Iran’s reaction to US killing of top commander is unpredictable amid risk of further escalation, analysts say.
An Iranian legislator on Tuesday offered a US$3m reward to “anyone who kills” US President Donald Trump to avenge the assassination of top general Qassem Soleimani.
American disarmament ambassador Robert Wood dismissed the reward as “ridiculous”, telling reporters in Geneva it showed the “terrorist underpinnings” of Iran’s establishment.
Ahmad Hamzeh, a little-known member of parliament, offered the bounty on behalf of the people of Kerman, the hometown and final resting place of the revered Soleimani, who was killed in an American drone strike in neighbouring Iraq on January 3.
“We will give three million dollars to anyone who kills Trump,” Hamzeh, who represents Kahnouj county near the southeastern city of Kerman, was quoted as saying by the semi-official ISNA news agency.
He did not say if the idea of a reward had any official backing from Iran’s clerical rulers. Hamzeh offered the money for the US president’s assassination while speaking to the 290-seat parliament, or Majlis.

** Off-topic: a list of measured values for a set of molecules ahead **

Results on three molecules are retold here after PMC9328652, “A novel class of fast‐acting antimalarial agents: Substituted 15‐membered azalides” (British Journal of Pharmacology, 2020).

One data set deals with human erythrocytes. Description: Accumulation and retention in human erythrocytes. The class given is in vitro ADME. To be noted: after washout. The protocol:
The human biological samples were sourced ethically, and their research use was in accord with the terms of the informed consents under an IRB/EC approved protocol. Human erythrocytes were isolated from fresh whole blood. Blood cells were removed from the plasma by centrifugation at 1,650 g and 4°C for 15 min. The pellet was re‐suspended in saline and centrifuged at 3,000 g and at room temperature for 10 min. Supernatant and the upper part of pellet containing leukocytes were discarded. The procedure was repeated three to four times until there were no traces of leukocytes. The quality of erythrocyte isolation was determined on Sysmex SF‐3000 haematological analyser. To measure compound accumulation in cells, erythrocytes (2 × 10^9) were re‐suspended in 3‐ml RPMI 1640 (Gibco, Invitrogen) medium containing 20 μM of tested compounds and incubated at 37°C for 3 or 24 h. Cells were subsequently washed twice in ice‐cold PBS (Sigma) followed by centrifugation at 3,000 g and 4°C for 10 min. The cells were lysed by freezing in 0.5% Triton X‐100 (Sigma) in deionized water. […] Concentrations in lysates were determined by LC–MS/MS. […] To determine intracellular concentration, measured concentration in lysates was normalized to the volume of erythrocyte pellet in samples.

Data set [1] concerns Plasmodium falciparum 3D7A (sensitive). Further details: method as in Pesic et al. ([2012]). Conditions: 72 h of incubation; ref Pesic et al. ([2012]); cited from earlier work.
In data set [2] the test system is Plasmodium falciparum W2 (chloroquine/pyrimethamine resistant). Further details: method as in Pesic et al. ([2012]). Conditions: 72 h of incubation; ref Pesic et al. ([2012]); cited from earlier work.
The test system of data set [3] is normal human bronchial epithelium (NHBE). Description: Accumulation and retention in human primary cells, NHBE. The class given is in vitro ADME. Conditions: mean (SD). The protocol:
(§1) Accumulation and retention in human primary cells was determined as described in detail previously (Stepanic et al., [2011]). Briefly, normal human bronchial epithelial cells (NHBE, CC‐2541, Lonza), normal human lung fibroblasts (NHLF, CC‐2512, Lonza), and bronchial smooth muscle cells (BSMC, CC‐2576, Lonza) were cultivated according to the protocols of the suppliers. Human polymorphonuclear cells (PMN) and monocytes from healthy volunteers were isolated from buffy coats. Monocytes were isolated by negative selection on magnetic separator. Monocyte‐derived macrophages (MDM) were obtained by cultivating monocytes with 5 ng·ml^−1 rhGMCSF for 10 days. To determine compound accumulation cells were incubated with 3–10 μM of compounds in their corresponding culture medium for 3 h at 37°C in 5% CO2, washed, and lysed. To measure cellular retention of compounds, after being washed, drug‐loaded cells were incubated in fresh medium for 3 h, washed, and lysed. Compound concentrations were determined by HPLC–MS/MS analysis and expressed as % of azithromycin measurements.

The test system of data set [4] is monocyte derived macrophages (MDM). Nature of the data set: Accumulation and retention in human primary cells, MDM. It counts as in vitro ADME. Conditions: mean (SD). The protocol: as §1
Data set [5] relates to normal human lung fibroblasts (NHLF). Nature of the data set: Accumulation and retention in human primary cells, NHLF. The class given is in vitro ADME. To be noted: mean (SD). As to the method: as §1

Hamzeh also said Iran should start producing nuclear weapons and delivery systems to protect itself.
“If we had nuclear weapons today we would be protected from threats … We should put the production of long-range missiles capable of carrying unconventional warheads on our agenda. This is our natural right,” he was quoted as saying.
The United States and its Western allies have long accused Iran of seeking nuclear weapons. Tehran insists it has never sought atomic arms and never will, saying its nuclear work is for research and to master the process to generate electricity.
Under a 2015 nuclear agreement signed by Iran and world powers, Tehran received sanctions relief in return for curbing its nuclear activities.
Dying nuclear deal
Tensions have steadily escalated since Trump pulled Washington out of the historic nuclear accord and reimposed crushing US sanctions. In response, Iran has gradually rolled back its commitments to the deal.
The standoff erupted into tit-for-tat military attacks this month with the killing of Soleimani and Iran’s missile barrage on a base in Iraq that housed American forces. The attack did not cause any US casualties.
Amid the crisis, Iran announced it will re-start its uranium enrichment work. On Monday, Iranian officials also threatened to pull out of the Non-Proliferation Treaty if the United Kingdom, France, and Germany were to bring nuclear-deal breaches to the UN Security Council and reimpose EU sanctions.
Trump withdrew from the Iran nuclear accord and launched a “maximum pressure” campaign seeking to halt all of Tehran’s oil exports, which are vital to the country’s struggling economy.